Despite Rafael Nadal equalling Roger Federer’s record of 20 Grand Slams, he has earned half as much per win when taking into account both of their on and off-court earnings.
Data presented by Safe Betting Sites shows that Federer aged 39, earns $45 million per Grand Slam win as of October 2020. On the other hand, Nadal aged 34, has earned $22 million per Grand Slam win.
Federer’s earning also dwarfs number one seed, Novak Djokovic, by at least 3.5 times. Djokovic has earned $12 million per Grand Slam win. The 33-year-old number one seed has a total of 17 Grand Slams wins to his name.
Compared to other top players, Federer has had more years as an active player, something that has reflected on his $900 million net worth. The player is on his way to becoming the first time tennis billionaire. For years, Federer has been the highest-paid tennis player in the world, from prize money and endorsements.
Most of Federer’s money is from sponsorship deals amounting to $771 million. He has received sponsorship from top brands like Uniqlo which earned him at least $300 million in a 10-year deal. The fourth seed also made about $15 million from the Rolex deal per year between 2004 to 2009. Other sponsorship deals include Credit Suisse, Mercedes Benz, and On.
Over the last decade, Federer has witnessed increased competition from Nadal and Djokovic. However, Federer is still the king in terms of earnings. Federer’s earnings generally have kept rising despite some up-and-down movement due to injuries and comebacks. The Swiss tennis ace, who isn’t competing in the 2020 season is nursing a knee surgery but remains the highest-paid player.
For Rafael Nadal, his endorsements of $329 million emerge as his main source of income while his prize money stands at $121 million. The second-seeded Spanish national major deal was with Nike which paid him about $10 million a year. Other endorsement deals are from Emporio, Armani, Babolat, Telefonica, Banco Sabadell, Tommy Hilfiger, Cantabria Labs, and Mapfre.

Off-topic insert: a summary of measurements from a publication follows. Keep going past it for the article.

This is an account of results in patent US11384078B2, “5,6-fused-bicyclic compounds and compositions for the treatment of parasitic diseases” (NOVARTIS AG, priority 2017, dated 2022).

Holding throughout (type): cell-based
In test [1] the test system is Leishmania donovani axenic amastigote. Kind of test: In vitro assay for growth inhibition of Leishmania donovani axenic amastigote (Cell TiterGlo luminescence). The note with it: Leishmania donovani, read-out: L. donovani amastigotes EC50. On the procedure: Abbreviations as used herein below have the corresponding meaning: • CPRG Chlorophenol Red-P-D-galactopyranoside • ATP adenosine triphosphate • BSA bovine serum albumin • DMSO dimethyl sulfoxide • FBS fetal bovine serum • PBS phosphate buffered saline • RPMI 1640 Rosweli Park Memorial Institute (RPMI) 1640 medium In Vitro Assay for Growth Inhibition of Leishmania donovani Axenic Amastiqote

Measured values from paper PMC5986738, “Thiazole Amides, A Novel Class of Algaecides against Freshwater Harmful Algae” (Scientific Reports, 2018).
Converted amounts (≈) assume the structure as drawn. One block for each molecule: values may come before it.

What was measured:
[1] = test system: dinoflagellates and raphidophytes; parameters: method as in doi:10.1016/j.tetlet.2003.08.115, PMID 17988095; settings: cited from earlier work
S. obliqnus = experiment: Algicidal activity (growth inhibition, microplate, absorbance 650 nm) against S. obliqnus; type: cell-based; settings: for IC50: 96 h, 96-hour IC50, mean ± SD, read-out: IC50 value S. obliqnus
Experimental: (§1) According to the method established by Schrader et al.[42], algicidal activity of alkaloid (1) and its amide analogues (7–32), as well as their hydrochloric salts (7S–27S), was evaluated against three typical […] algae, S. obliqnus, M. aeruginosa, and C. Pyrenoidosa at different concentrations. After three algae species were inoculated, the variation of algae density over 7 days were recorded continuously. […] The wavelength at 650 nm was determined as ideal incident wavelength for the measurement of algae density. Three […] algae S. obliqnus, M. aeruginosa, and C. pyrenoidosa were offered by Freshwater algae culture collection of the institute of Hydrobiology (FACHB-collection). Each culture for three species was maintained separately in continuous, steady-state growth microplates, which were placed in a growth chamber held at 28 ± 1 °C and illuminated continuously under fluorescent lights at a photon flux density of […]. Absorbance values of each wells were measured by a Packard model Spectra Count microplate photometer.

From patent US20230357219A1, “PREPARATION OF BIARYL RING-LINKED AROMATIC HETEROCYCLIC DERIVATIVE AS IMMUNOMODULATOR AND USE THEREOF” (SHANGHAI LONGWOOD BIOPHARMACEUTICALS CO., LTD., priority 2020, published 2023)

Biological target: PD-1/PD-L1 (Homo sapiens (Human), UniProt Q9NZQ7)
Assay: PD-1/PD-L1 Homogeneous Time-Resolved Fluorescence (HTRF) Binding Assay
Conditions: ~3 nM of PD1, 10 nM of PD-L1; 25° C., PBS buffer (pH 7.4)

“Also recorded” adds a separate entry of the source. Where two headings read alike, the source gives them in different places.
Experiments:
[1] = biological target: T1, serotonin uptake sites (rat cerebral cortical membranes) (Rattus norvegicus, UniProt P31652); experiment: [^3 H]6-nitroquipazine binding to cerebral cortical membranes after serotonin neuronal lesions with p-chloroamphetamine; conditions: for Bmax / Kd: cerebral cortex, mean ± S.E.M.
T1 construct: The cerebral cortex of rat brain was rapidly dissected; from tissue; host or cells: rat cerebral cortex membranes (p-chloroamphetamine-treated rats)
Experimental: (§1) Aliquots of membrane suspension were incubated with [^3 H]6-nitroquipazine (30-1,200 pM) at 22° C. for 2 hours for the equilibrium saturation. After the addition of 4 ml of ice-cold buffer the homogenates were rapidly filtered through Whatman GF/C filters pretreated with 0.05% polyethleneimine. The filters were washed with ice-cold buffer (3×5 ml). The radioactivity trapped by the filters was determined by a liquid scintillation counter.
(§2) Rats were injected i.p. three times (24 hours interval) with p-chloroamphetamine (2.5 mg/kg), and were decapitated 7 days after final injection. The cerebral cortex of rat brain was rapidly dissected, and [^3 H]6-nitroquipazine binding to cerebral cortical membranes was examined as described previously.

Interestingly, Djokovic relies heavily on prize money for his $220 million net worth. The player has accumulated $144 million from prize money having won three less Grand Slams compared to Nadal and Federer. Additionally, the player earns less from wins compared to Federer and Nadal. He also earns the least from endorsements despite having partnerships with brands like NetJets, Seiko watches, Jacob’s Creek, Peugeot, Adidas, FitLine, and Ultimate Software Group. In 2017, Djokovic inked a five-year deal with Lacoste paying a premium to former sponsors.
Nadal, Djokovic unlikely to surpass Federer earnings
Although Nadal and Djokovic are likely to surpass Federer’s Grand Slam record, neither of them is ever likely to surpass his career earnings and sponsorship deals.
With Nadal and Federer relying mostly on endorsements, their earnings won’t be significantly affected even without taking part in major tournaments due to injuries. Most of their endorsement contracts attract huge guarantees and are immune to reductions.
The International Monetary Fund (IMF), in characteristically diplomatic language, has made its view clear on government's plan to bail out South African Airways (SAA) again.
The IMF has acknowledged the need for the South African government to weigh “subsidies to persistently loss making state-owned enterprises” like SAA, “against alternative uses of scarce public resources, including investments in alternative growth enhancing and/or poverty-reducing investments".
This was the response from the IMF Executive Director, Kristalina Georgieva’s to a letter the Democratic Alliance (DA) wrote to her in early October to draw the Fund’s attention to the government's decision to proceed with a further R10.4 billion bailout for SAA.
This decision to throw the defunct airline another lifeline is at odds with the commitments Finance Minister, Tito Mboweni made in his Letter of Intent (LOI) sent to the Fund to secure a $4.3 billion emergency loan. The LOI clearly commits the government to use the funding from the IMF to support health and frontline services, solve the balance of payments problems caused by the pandemic, protect the vulnerable, support economic reform, drive job creation and stabilise public debt.
This SAA bailout will likely be funded by cutting Covid stimulus expenditure earmarked for public employment programmes and for rail infrastructure, or by cutting basic services on which South Africans depend. This decision to prioritise SAA over all other urgent spending priorities is morally indefensible.
In her letter, Ms Georgieva reiterated the importance of IMF emergency funds to be used “in an inclusive way to protect people’s lives and livelihoods, and in particular those of the most affected and least prepared to weather the crisis.”
The Fund also underscored the South African government’s commitment “to transparently plan, use, monitor and report all [Covid-19] related spending to ensure it reaches the targeted objectives”.We are pleased that the IMF is keeping close tabs on the government’s spending of this emergency loan and trust that the Fund will trigger its funding requirement for ‘full transparency and accountability’ on the Rapid Financing Instrument (RFI) loan it extended to South Africa.